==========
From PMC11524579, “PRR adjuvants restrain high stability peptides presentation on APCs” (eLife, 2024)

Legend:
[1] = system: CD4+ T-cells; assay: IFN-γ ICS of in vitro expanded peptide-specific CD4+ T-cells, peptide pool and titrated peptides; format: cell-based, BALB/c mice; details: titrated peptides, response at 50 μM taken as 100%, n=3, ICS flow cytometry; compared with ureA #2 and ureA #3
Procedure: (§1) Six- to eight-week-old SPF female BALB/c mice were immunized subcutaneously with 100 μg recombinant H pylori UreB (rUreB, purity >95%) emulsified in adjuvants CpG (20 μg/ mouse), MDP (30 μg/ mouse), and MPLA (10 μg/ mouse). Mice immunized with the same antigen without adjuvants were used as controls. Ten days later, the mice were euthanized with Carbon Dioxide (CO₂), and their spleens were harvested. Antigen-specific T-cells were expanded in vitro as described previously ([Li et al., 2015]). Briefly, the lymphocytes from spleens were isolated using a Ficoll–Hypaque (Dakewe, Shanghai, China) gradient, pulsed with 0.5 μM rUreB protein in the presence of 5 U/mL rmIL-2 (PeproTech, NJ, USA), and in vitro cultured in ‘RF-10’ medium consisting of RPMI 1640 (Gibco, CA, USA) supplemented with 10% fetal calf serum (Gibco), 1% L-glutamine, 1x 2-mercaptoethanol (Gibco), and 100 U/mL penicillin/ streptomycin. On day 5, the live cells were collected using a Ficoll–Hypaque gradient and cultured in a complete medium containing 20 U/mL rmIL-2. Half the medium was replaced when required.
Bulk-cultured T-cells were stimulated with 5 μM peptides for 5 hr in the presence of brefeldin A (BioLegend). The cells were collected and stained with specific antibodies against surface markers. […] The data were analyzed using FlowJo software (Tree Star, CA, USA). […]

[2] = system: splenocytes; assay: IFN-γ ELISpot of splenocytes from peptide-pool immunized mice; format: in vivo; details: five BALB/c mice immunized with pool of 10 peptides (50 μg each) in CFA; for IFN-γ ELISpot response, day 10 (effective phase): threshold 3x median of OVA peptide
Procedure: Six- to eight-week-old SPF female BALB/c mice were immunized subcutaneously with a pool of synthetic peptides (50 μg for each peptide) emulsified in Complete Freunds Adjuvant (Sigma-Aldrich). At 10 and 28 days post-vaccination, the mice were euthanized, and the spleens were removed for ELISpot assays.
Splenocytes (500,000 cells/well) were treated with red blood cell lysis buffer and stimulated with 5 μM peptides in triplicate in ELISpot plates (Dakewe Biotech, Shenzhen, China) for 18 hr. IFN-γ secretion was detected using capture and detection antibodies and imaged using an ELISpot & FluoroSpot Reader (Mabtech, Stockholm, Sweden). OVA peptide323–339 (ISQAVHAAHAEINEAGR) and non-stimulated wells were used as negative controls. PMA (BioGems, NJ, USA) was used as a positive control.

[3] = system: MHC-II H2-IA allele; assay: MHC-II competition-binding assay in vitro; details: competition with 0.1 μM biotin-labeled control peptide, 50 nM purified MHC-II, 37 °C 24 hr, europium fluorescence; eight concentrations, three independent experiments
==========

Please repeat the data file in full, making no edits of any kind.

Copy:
From PMC11524579, “PRR adjuvants restrain high stability peptides presentation on APCs” (eLife, 2024)

Legend:
[1] = system: CD4+ T-cells; assay: IFN-γ ICS of in vitro expanded peptide-specific CD4+ T-cells, peptide pool and titrated peptides; format: cell-based, BALB/c mice; details: titrated peptides, response at 50 μM taken as 100%, n=3, ICS flow cytometry; compared with ureA #2 and ureA #3
Procedure: (§1) Six- to eight-week-old SPF female BALB/c mice were immunized subcutaneously with 100 μg recombinant H pylori UreB (rUreB, purity >95%) emulsified in adjuvants CpG (20 μg/ mouse), MDP (30 μg/ mouse), and MPLA (10 μg/ mouse). Mice immunized with the same antigen without adjuvants were used as controls. Ten days later, the mice were euthanized with Carbon Dioxide (CO₂), and their spleens were harvested. Antigen-specific T-cells were expanded in vitro as described previously ([Li et al., 2015]). Briefly, the lymphocytes from spleens were isolated using a Ficoll–Hypaque (Dakewe, Shanghai, China) gradient, pulsed with 0.5 μM rUreB protein in the presence of 5 U/mL rmIL-2 (PeproTech, NJ, USA), and in vitro cultured in ‘RF-10’ medium consisting of RPMI 1640 (Gibco, CA, USA) supplemented with 10% fetal calf serum (Gibco), 1% L-glutamine, 1x 2-mercaptoethanol (Gibco), and 100 U/mL penicillin/ streptomycin. On day 5, the live cells were collected using a Ficoll–Hypaque gradient and cultured in a complete medium containing 20 U/mL rmIL-2. Half the medium was replaced when required.
Bulk-cultured T-cells were stimulated with 5 μM peptides for 5 hr in the presence of brefeldin A (BioLegend). The cells were collected and stained with specific antibodies against surface markers. […] The data were analyzed using FlowJo software (Tree Star, CA, USA). […]

[2] = system: splenocytes; assay: IFN-γ ELISpot of splenocytes from peptide-pool immunized mice; format: in vivo; details: five BALB/c mice immunized with pool of 10 peptides (50 μg each) in CFA; for IFN-γ ELISpot response, day 10 (effective phase): threshold 3x median of OVA peptide
Procedure: Six- to eight-week-old SPF female BALB/c mice were immunized subcutaneously with a pool of synthetic peptides (50 μg for each peptide) emulsified in Complete Freunds Adjuvant (Sigma-Aldrich). At 10 and 28 days post-vaccination, the mice were euthanized, and the spleens were removed for ELISpot assays.
Splenocytes (500,000 cells/well) were treated with red blood cell lysis buffer and stimulated with 5 μM peptides in triplicate in ELISpot plates (Dakewe Biotech, Shenzhen, China) for 18 hr. IFN-γ secretion was detected using capture and detection antibodies and imaged using an ELISpot & FluoroSpot Reader (Mabtech, Stockholm, Sweden). OVA peptide323–339 (ISQAVHAAHAEINEAGR) and non-stimulated wells were used as negative controls. PMA (BioGems, NJ, USA) was used as a positive control.

[3] = system: MHC-II H2-IA allele; assay: MHC-II competition-binding assay in vitro; details: competition with 0.1 μM biotin-labeled control peptide, 50 nM purified MHC-II, 37 °C 24 hr, europium fluorescence; eight concentrations, three independent experiments